"I think it was Dawood or his brother Anees who told me that I should stop chasing them as I was about to retire," remembers Kumar with a smile on his face.
Coming to the narration of his conversations with Dawood Ibrahim, Kumar said the notorious underworld don was connected to him by one of the suspects in the 1993 Bombay blasts.
He recalled that his first conversation with Dawood started on a rather awkward note.
"Haan batayiye, aap mujhe kuchh batana chahte hain, jaisa Manish (the intermediatory) ne mujhe kaha hai. (I understand from Manish that you have something to tell me. So, go ahead)," the police officer told Dawood.
Dawood spoke in a typical Mumbai accent, with confidence and an "utter lack of fear and made no attempt to please me," and simply said "Saheb, iske pehle ki main kuchh bataoon, pehle aap batayiye ki aapko kya lagta hai ki maine Mumbai mein blast karwaye hain?’ (Sir, before I tell you anything, would you please tell me whether you too feel that I organised the blasts in Mumbai?).
"I had to counter him by telling him that you cannot reply to a question by posing a question," he recalled.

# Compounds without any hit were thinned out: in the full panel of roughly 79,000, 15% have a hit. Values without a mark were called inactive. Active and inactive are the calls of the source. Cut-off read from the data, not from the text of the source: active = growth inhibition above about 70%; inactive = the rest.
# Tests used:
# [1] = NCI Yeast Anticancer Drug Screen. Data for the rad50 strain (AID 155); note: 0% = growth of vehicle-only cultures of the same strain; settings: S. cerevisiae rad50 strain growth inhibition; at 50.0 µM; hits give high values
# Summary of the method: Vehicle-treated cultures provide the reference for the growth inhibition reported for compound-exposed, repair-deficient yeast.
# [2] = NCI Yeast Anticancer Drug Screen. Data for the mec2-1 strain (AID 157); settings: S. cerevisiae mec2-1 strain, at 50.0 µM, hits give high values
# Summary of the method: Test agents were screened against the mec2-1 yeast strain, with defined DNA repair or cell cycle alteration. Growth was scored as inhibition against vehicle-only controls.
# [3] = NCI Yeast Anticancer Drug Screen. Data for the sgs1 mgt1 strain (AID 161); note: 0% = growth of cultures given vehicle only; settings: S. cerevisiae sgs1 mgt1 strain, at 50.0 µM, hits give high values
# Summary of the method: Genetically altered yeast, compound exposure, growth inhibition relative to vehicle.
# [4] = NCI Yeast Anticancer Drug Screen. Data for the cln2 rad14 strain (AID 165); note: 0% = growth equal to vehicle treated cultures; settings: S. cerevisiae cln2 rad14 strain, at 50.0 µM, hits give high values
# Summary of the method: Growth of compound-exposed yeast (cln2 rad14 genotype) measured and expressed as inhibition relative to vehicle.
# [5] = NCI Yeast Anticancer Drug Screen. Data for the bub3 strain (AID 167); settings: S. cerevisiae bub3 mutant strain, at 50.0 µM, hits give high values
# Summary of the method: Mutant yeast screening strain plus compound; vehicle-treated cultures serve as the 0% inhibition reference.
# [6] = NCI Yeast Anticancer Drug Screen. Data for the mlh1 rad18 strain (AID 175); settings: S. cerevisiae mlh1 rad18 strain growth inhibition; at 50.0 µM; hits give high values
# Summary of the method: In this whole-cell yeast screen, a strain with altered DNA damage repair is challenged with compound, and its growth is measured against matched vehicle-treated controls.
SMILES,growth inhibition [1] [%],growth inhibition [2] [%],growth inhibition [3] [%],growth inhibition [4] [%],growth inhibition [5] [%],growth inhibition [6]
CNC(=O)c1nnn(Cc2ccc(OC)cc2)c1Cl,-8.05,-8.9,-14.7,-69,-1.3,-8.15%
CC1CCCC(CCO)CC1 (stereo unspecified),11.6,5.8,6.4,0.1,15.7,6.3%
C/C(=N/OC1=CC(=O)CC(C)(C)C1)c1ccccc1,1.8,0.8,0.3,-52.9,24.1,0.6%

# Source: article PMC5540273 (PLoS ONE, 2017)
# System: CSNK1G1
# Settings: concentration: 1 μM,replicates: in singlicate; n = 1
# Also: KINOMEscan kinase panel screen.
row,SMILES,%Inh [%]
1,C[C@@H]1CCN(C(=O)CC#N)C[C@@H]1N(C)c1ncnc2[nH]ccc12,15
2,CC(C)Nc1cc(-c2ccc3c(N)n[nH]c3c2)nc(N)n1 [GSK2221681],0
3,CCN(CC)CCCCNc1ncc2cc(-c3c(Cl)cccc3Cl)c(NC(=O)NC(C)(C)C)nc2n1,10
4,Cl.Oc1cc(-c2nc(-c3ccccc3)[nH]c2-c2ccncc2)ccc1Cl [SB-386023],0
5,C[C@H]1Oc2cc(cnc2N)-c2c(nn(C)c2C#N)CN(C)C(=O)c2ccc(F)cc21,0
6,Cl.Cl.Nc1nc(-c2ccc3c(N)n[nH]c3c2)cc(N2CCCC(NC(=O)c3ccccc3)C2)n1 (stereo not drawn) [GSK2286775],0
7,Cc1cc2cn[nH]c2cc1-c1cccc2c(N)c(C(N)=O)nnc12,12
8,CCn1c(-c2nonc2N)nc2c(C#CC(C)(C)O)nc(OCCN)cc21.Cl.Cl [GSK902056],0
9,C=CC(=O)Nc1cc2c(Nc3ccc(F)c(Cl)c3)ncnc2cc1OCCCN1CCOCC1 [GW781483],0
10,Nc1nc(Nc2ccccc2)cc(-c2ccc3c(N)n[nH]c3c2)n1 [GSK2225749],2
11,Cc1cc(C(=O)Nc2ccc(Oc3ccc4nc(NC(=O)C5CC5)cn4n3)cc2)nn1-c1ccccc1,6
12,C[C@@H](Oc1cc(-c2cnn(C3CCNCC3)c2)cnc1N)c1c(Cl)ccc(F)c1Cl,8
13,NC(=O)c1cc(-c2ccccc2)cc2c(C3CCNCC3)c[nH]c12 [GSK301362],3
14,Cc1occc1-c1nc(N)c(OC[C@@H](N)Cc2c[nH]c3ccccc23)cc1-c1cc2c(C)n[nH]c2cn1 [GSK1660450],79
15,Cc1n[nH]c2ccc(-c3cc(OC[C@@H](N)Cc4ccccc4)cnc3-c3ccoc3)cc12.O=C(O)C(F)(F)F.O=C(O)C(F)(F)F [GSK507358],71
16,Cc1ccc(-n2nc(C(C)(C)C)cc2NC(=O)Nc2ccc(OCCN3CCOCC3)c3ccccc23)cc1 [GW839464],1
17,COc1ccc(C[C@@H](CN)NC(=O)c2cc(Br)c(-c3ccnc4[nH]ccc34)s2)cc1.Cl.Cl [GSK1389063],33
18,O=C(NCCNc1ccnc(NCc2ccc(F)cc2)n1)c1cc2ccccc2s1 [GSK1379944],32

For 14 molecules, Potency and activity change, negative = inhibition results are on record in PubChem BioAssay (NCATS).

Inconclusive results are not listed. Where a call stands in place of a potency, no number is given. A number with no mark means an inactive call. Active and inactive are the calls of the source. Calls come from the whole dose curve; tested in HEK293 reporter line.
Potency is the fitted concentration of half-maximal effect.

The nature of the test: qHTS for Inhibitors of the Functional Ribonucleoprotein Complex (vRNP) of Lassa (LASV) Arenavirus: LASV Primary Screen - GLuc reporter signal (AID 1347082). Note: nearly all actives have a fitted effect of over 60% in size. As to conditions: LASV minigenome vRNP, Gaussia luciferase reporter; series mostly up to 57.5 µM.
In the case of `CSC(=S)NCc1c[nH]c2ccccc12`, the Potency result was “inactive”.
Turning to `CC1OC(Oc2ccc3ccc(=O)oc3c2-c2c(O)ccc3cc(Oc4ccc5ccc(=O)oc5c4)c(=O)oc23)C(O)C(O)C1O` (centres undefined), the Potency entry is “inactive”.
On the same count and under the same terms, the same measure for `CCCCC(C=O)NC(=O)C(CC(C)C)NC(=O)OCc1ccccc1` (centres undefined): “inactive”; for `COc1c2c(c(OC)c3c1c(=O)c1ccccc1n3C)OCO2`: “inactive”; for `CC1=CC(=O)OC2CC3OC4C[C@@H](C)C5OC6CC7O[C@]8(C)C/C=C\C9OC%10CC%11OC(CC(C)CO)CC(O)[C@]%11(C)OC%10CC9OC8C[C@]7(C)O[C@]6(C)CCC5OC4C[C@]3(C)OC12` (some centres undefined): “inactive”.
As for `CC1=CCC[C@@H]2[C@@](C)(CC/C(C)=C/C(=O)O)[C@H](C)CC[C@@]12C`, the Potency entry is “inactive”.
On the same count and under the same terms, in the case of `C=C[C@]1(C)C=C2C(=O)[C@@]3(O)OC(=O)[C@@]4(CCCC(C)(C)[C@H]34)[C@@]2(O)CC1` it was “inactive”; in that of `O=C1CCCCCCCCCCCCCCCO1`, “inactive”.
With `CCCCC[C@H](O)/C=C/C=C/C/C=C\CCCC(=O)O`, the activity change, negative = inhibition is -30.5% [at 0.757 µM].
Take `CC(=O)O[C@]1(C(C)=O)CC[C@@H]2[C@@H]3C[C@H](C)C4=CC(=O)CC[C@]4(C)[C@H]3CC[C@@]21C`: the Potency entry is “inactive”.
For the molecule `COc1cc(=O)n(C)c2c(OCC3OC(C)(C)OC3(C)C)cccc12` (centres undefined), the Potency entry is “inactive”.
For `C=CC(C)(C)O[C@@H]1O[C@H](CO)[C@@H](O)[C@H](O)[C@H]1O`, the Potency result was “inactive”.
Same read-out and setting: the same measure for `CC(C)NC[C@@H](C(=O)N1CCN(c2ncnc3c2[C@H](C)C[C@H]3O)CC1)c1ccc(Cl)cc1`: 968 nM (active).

Kumar, who was posted as deputy inspector general in the newly-constituted Special Task Force in the CBI looking after the Bombay blasts, said he had kept his senior in loop about his conversation with Dawood.
During his three conversations with Dawood, he said the underworld don was making alibis to distance himself from the 1993 serial blasts.
"When I asked Dawood if he could deny Anees (his borther) sending weapons to (filmstar) Sanjay Dutt, he confirmed that the film star had indeed been sent arms by his younger brother.
"However, that had nothing to do with the blasts. Sanjay had come in close contact with Anees Ibrahim during the shooting of the film Yalgaar in Dubai. The actor had requested Anees to send weapons to him for his own security and for the security of his family members in the wake of the communal riots in Mumbai," he said.
Dawood claimed in the conversation that he had beaten up Anees for sending weapons to Dutt without his knowledge but the game of the underworld don "was to convince me that he was being honest. He knew that in the process he had gone to the extent of implicating his own brother."